In U.S. v. Derneval Rodnell Dimmer, No. 3:12-CR-00035-TMB-1, 2023 WL 1766294 (D. Alaska Feb. 3, 2023) (Burgess, J.), the Government opposes, USPO consents, and court agrees with latter, as well as defendant’s expert, that BOP is providing neglectful medical treatment for defendant’s colon cancer, warranting immediate release, explaining: "The Government opposes the Motions, while USPO supports the Motions. … On January 14, 2013, Dimmer pleaded guilty to Conspiracy to Distribute Controlled Substances (Dimmer II) and Drug Trafficking Conspiracy (Dimmer I).The Court sentenced Dimmer to two concurrent 228-month terms of imprisonment followed by ten years of supervised release. Dimmer is currently detained at the Federal Correctional Institution in Florence, Colorado (“FCI Florence”) and has a release date of October 13, 2028. … After reviewing the parties’ briefing on the matter, the Court scheduled a motion hearing for February 2, 2023. … At the hearing, Family Nurse Practitioner (“FNP”) Seana Maltezo testified regarding Dimmer's medical care while in BOP custody. Phillip Wise, a former Assistant Director of the BOP, also testified regarding BOP health care policy and the processes at BOP facilities. … The Government states that there are three reasons why Dimmer fails to demonstrate “extraordinary and compelling” reasons to warrant a sentence reduction. First, the Government asserts that BOP “is aware of [Dimmer's] condition and is actively attempting to provide him with appropriate treatment” and that even if BOP's track record is “underwhelming ... as a general matter, ... there is no basis to think that Dimmer himself is not receiving an appropriate course of treatment.”Second, the Government contends that Dimmer “has not explained why the BOP-provided surgery would have been inadequate, or why seeking treatment at his preferred treatment provider in Washington would offer a better prognosis.” The Government asserts that “to the extent that Dimmer's current institution was truly unable to provide him with adequate care, he had the option to request a redesignation and transfer to a different facility—a process he expressly declined to use.” … In his supplemental briefing, Dimmer asserts that BOP “failed to diagnose and treat [Dimmer's] cancer, resulting in deterioration of [his] health that now requires medical intervention.” Dimmer attributes this delay to the serious staffing shortages at FCI Florence, asserting that Dimmer's case is “yet another horrifying example of how inmates pay the price for BOP's management failures.” … After review of the Motions, Dimmer's medical records, and the testimony offered at the hearing on February 2, 2023, and in recognition of the exigency of Dimmer's stage 3 cancer diagnosis, the Court concludes that Dimmer has demonstrated “extraordinary and compelling reasons” to justify his release. The Court provides three bases for this determination. First, it appears that Dimmer is likely to suffer further delays of treatment if he remains in BOP custody. Dimmer's medical records demonstrate that Dimmer met with a BOP physician on June 3, 2022, and the physician noted that he complained of symptoms that may indicate colon cancer. A month and a half later, on July 26, 2022, Dimmer received a positive result in a Fecal Occult Blood test and the medical provider wrote that Dimmer “[m]ay need [a] colonoscopy.” Almost five months after this initial consult and three months after this positive test, Dimmer underwent a colonoscopy on November 8, 2022. Although all the parties agree that Dimmer's stage 3 colon cancer treatment is extremely time-sensitive, none are able to explain the lengthy delay in care between Dimmer's June appointment and his November colonoscopy. At the hearing, FNP Maltezo was similarly unable to explain this delay, but stated that when she began working with BOP in September 2022 only “one nurse practitioner and one physician” were there to manage “a lot of inmates.” The Court is troubled by a delay of approximately six months from the onset of Dimmer's symptoms to his colonoscopy and subsequent late-stage cancer diagnosis. … In addition to this past delay, the Court is concerned that similar delays may occur in the future. FNP Maltezo and Wise both testified that Dimmer's future cancer treatment under BOP care may take two different forms, through: (1) treatment at FCI Florence, involving outsourced care at area medical facilities, or (2) transfer to Federal Medical Center Butner (“FMC Butner”) for centralized treatment. FNP Maltezo clarified that a transfer to FMC Butner was “not guaranteed to happen immediately” due to multi-layered BOP procedure inherent to prisoner medical transfers. Considering the unexplained delay from June to November 2022, the probability for delay in future BOP medical care, and the urgency of stage 3 colon cancer, the Court is concerned that neither FCI Florence nor FMC Butner is an adequate setting for Dimmer's treatment. Second, the Court recognizes that congregate settings, such as correctional institutions, increase the likelihood of disease and injury for immunocompromised inmates, such as those going through chemotherapy. … Third, the Court finds that Dimmer's proposed release plan is appropriate in light of his diagnosis. After a virtual home inspection, USPO determined that Dimmer's brother's residence was suitable and that his brother was available to help with Dimmer's long-term medical needs. In addition, although Dimmer has not yet established care with a private oncologist or surgeon, he has demonstrated that he has private insurance coverage, a private primary care physician, and has identified a specific oncologist available within his insurance network. … The Court also finds the factors set forth in 18 U.S.C. § 3553(a) weigh in favor of compassionate release in this case. … While drug conspiracy is a serious offense, Dimmer's demonstrated commitment to personal growth and education while incarcerated, along with the time he has already served, satisfy the sentencing goals in this case. Further, the Government relies only on Dimmer's past criminal history to argue that he cannot be safely released. This argument ignores the substantial work Dimmer has done while incarcerated over the past decade to better himself and address his substance use disorder. Acknowledging the seriousness of Dimmer's criminal history, the Court finds that Dimmer's demonstrated rehabilitation efforts, coupled with his urgent need for cancer treatment, outweigh any suggested risk presented by his past criminal record.”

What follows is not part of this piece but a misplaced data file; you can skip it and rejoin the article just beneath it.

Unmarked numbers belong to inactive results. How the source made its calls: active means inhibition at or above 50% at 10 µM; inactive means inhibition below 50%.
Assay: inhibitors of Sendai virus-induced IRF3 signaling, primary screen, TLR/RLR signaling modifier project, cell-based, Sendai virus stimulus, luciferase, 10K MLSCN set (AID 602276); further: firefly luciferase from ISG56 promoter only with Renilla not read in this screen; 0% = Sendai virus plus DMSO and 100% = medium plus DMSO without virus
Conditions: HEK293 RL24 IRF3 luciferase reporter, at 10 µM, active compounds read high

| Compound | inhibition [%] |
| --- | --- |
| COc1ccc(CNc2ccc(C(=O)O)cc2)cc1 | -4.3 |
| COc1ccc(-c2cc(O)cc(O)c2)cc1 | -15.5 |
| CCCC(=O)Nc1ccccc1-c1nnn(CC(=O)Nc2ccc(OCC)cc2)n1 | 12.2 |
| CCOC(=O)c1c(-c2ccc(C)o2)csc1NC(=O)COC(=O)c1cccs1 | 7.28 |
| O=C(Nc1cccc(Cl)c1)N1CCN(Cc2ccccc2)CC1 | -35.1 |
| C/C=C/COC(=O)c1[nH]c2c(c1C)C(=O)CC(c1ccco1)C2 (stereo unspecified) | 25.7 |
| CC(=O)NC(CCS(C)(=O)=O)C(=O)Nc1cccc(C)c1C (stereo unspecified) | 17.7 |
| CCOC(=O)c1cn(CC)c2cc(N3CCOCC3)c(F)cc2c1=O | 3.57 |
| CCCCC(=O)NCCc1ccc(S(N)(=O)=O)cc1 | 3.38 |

Death Watch (Note: The BOP press website announces BOP COVID-related deaths here.) Today, the BOP announced no new COVID-related deaths, leaving the total number of inmate COVID-related deaths at 312. Eleven of the inmates died while on home confinement. Staff deaths remain at 7.